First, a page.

Third-party – Tools from third-party companies like ShareGate or AvePoint can make life a hell of a lot easier, but they do come with a cost. Being able to programmatically sync data and metadata, then resync it again later, can go a long ways in making a smooth transition to the new platform, and reducing overall migration time.

If all you are bringing over is a few Document Libraries and the client isn’t too concerned about the limitations of DIY migrations, it can be more cost effective to simply do it yourself, but man, outside of that… third-party assistance is awfully tempting, even if it does add cost to the migration.

3. Take this opportunity to clear out clutter.

Once data has been pushed into Office 365, most likely it will be staying there for a long while. So be sure you have a good handle on what is important to keep, and what you could probably do without–no sense in taking all the effort to move something that you don’t really need. This can be hard for business stakeholders because it forces them to make decisions about what data is really important to them. Project documents that represent failed past experiments may be functionally dead, but they can carry a lot of baggage in an emotional sense, which translates to difficulty letting go. Choose your battles wisely, and do not press for perfection.

4. Consider restructuring a little bit.

In my experience, most SMB’s use SharePoint primarily for the Document Libraries, but they typically treat these like file shares with complex folder structures. What a shame. The true power of SharePoint is left largely untapped (and can actually be more frustrating) if you use it this way. Instead, consider employing custom metadata, columns and views to categorize your documents instead of using many layers of sub-folders. This will greatly reduce time spent looking for information, and improve general usability.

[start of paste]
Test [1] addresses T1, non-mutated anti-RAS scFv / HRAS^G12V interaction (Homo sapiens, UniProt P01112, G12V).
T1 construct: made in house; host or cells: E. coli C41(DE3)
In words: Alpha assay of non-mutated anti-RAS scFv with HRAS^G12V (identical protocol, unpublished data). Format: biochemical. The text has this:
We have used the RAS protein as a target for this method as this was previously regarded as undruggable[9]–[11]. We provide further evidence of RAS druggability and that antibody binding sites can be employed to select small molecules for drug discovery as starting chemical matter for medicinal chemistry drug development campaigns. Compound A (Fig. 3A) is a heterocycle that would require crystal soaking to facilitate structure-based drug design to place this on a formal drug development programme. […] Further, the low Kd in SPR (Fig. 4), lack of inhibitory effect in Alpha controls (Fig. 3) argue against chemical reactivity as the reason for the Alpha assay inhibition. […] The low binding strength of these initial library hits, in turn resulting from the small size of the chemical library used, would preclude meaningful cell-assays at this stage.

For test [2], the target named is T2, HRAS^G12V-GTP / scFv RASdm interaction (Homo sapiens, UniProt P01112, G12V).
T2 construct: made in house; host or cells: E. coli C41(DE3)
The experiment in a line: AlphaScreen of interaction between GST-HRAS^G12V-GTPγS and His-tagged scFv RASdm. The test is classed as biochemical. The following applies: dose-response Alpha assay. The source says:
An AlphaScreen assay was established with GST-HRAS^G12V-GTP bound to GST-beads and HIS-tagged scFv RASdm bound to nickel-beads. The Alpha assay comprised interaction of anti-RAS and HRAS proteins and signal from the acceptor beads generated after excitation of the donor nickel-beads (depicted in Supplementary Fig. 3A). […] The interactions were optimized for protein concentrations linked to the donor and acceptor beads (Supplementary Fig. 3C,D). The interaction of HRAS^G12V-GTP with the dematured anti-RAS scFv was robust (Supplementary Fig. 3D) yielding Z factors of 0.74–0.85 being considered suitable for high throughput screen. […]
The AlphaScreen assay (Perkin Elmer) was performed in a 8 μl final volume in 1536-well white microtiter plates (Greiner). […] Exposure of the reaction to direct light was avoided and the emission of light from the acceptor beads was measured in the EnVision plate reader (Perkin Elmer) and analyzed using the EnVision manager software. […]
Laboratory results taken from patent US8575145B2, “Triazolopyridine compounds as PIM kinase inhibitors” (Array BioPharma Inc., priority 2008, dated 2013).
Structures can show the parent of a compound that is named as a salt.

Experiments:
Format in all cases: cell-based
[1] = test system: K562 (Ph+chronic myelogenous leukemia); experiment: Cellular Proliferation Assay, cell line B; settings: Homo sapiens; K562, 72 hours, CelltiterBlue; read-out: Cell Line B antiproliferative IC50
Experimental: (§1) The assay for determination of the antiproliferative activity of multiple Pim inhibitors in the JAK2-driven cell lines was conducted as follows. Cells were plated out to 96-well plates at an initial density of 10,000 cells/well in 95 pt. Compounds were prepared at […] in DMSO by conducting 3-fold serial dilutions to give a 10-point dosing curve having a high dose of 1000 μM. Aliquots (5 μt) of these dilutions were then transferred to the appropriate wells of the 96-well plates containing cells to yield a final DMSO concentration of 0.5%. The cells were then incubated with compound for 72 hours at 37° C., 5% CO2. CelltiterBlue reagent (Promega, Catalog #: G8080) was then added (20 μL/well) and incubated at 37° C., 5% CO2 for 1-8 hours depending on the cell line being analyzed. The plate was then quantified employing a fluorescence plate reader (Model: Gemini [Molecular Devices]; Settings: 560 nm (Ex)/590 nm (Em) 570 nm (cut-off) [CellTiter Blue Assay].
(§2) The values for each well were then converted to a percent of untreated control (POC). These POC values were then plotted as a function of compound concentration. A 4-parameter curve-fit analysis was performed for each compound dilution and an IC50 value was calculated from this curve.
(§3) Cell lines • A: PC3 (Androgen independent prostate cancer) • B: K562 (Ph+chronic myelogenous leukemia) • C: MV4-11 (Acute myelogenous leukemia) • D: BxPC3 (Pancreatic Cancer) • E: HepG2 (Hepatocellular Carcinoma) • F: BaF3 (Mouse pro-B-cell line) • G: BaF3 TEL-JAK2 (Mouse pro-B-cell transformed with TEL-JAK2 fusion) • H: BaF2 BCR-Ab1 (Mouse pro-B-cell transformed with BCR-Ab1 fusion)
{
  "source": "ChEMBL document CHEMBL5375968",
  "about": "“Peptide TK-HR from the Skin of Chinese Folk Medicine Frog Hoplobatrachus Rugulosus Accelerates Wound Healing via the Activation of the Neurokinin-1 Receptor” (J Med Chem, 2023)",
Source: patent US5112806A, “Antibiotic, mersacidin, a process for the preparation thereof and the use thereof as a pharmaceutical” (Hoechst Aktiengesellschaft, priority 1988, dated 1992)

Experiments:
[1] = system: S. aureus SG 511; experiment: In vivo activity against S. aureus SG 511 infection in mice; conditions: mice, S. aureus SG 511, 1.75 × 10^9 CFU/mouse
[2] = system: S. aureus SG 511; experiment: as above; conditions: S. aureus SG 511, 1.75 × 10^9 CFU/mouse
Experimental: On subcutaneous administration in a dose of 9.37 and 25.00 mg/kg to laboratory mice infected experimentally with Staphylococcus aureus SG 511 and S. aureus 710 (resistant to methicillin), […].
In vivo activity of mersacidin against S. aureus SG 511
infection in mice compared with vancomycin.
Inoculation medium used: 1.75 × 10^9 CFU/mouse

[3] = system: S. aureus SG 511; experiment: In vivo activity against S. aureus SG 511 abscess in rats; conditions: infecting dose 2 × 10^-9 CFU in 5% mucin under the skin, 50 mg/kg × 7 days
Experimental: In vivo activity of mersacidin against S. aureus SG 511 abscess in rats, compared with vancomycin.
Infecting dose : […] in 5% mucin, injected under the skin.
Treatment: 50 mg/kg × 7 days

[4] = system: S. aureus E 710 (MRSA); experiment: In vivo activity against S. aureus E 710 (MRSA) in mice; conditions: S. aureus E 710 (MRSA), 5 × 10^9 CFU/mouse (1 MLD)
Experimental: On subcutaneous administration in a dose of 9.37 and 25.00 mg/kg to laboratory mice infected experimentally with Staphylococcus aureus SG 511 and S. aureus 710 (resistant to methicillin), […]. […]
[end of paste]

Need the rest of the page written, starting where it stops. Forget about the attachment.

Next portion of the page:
5. Walk before you run.

SharePoint is a very big product in its own right, and it is tightly integrated with much of Office 365–enabling even more features than ever before such as the magical “Delve” application and of course OneDrive for Business. Then there is the PowerBI product as well…the list goes on. In short, Office 365 & SharePoint Online can be difficult to consume all at once.  It’s easier if you can adopt a few new features at a time. Besides migrating existing Document Libraries, Team Sites and so forth, consider transferring other functions previously fulfilled by file servers.


For example, OneDrive for Business is a pretty easy and intuitive application for most users–it is basically a replacement for redirected “Documents” (user-owned files), and you can easily sync these to any platform, including iOS and Android, much like Dropbox or similar. Implementing a bunch of other new tools and changes at the same time can make for a bad user experience, and poor adoption rates.  Build momentum with small wins like OneDrive first, and then move into the advanced stuff later.


Every Companyweb / SharePoint implementation tends to be a little bit different, and as such each project demands a different set of tasks. SharePoint is not even one of my strong suits at this point (working on it), and when my company picks up a heavyweight SharePoint project, I usually call in our “SharePoint guy” so that I can put my focus on everything else that happens with an SBS-to-365 migration. With no gold standard or best practice out there, it can certainly feel discouraging. Whatchagonnado? Call a Microsoft partner for help, that’s what.